Why stop at cars? Strip offenders of all assets and possessions, garnish wages, but don’t imprison them. Prisoners don’t pay taxes, they consume funds.

    • 0 avatar
      SunnyvaleCA

      California is already garnishing the wages of a lot of people:
      * 10% state income tax
      * 9.25% sales tax
      * 1% property tax (that’s a lot of money on a shack costing $800k)

  • avatar
    Pch101

    When, exactly, did it become unfashionable to target people who break the law?

    The Supreme Court has ruled that racial profiling is illegal. While race can be used as a component of a profile, race alone can’t be the only cause for making stops or prioritizing enforcement.

    That being said, the Newspaper is being sloppy. The Newspaper’s take on things is to say that “the Investigative Reporting Program at the University of California, Berkeley which calculated that at 3200 roadblocks in the past two years, 61 percent took place in locations with a heavy Hispanic population.”

    If you go to the original source, what the article actually says is “Sixty-one percent of the checkpoints took place in locations with at least 31 percent Hispanic population.” http://californiawatch.org/public-safety/car-seizures-dui-checkpoints-prove-profitable-cities-raise-legal-questions

    Which is fine, except that the 2010 Census reports that about 38% of California’s population is Hispanic: http://quickfacts.census.gov/qfd/states/06000.html That suggests that the cutoff point chosen by the original writer was a bit disingenuous, since 31% is below the state average.

    Not that I like checkpoints — personally, I wish that the court hadn’t ruled them to be constitutional — nor do I think that they should be used for purposes that weren’t explicitly allowed by the court. But it would be good to put the facts into perspective. California has a high Hispanic population, a lot of whom are violating laws such as those that require drivers to have licenses, so they will invariably be overrepresented in such cases. It would be hard for many cities to set up checkpoints that aren’t close to Hispanic areas, particularly if we are going to define a Hispanic area as one that has a Hispanic population of 31%.

  • avatar
    George B

    Just seems like a seriously bad idea to use traffic laws and police to collect revenue. Guaranteed to reduce respect for laws and law enforcement.

  • avatar
    bunkie

    To quote the Firesign Theatre, “Help! It’s the police!”

  • avatar
    jkross22

    Consider the source.

    For those who don’t live in CA, just Google “One Bill Gil” Cedillo’s name and you’ll see where this is coming from. If the man was white, he’d be wearing a KKK hat. Even though he allegedly represents a wide swath of Angelenos, he cares only for those whose skin color matches his.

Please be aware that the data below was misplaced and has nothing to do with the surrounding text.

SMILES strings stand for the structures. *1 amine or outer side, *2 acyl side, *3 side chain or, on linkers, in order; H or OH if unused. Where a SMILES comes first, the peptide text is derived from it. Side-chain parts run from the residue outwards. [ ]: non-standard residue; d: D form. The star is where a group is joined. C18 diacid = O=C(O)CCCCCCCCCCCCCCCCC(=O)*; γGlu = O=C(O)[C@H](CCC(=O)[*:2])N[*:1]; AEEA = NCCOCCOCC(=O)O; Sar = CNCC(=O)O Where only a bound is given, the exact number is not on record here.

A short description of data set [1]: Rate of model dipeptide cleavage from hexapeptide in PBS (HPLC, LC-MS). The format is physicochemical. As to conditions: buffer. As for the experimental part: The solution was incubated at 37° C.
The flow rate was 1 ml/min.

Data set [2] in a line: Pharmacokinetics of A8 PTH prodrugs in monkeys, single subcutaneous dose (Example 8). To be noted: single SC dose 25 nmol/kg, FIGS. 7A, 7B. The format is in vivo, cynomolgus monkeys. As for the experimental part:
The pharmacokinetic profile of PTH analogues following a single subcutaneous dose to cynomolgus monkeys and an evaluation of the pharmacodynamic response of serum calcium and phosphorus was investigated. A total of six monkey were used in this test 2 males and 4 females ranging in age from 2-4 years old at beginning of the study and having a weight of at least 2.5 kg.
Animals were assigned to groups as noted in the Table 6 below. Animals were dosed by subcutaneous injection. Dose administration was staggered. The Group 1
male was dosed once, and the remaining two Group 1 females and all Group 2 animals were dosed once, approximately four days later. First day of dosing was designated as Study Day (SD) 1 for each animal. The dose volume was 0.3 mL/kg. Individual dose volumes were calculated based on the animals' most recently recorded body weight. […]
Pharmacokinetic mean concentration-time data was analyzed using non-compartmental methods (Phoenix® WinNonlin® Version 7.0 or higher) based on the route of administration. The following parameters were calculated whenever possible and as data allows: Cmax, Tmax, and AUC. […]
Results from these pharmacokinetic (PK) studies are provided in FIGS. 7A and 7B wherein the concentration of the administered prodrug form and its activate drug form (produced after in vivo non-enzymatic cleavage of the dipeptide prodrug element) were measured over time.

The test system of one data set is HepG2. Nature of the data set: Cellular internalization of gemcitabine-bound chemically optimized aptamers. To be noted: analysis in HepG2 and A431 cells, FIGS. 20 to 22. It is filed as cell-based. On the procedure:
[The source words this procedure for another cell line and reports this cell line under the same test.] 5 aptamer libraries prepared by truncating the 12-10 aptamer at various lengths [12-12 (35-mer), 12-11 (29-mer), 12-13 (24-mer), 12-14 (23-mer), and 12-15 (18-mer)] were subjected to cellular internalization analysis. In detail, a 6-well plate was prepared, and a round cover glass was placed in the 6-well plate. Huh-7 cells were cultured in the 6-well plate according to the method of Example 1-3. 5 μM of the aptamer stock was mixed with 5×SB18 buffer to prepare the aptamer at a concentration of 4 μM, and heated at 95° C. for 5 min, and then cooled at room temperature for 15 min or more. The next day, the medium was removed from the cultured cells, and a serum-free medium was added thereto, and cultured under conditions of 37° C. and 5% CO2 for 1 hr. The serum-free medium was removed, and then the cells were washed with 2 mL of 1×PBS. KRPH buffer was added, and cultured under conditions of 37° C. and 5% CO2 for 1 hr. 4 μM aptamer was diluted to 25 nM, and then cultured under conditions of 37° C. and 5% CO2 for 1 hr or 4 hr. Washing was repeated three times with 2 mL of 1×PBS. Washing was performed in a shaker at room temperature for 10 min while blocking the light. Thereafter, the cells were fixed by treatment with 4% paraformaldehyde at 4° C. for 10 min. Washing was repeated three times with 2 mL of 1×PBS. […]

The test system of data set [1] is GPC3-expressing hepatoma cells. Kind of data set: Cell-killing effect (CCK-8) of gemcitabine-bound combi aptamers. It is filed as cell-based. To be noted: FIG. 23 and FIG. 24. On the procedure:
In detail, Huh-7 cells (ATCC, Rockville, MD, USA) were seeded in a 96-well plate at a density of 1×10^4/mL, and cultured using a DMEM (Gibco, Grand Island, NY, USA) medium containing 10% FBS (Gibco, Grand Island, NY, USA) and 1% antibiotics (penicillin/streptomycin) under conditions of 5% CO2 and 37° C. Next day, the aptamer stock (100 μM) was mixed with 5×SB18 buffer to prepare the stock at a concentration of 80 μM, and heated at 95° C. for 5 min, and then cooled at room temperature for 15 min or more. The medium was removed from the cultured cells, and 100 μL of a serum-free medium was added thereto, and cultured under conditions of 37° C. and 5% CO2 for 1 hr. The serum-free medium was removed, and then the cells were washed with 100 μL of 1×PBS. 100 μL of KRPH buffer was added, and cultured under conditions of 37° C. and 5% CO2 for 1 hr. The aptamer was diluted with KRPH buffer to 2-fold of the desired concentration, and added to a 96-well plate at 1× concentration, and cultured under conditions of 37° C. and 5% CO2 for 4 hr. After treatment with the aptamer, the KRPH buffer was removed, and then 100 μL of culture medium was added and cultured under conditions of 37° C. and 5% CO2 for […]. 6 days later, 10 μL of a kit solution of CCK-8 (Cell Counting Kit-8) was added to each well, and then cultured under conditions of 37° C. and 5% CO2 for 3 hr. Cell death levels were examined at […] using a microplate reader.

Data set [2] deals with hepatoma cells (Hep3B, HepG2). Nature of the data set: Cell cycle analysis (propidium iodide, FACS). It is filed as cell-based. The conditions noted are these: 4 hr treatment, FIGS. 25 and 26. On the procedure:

He represents the worst of the worst of us.

    • 0 avatar
      Robert.Walter

      An apparent kindred spirit to Maxine Waters?

    • 0 avatar
      cfclark

      You beat me to the “One Bill Gil” comment…so I guess this is his second bill. For the poster who asked, he is indeed a kindred spirit to Maxine Waters.

      DUI checkpoints are well-publicized in California (by law, I guess? I’m a fairly recent transplant), so anyone heading out for a drive on a busy weekend night should avail himself/herself of their location, so as to plan an alternate route. (If you run into one, you may well have forgotten because you are drunk.)

  • avatar
    mikey

    Here In Ontario it called “Reduce Impaired Driving Everywhere” or R.I.D.E.. They check for seat belts,drunks,dopers, unsafe cars. If you arn’t drunk,stoned, unbelted or driving a beater, the Cops don’t even ask for I.D.

    I don’t 100 percent agree with the RIDE program. I personally believe that it puts a strain,on the already strained Police.

    However I don’t care, my car is safe and I’m not drunk.

    A few years ago, after a string of rapes and murders, the cops set up a phony RIDE check. They were not looking for drunks. What they were looking for was a grey SUV with a particular tread pattern.

    So they stop an Airforce Colonel driving a grey Pathfinder. A Candian air force base comander,no less. The guy used to fly the Prime Minister around.

    He pleaded guilty to multiple rapes, and two murders. Declared “a dangerous offender” he will never be released. If hadn’t of been stopped,who knows how many more he would have killed.

    So maybe RIDE programs do work.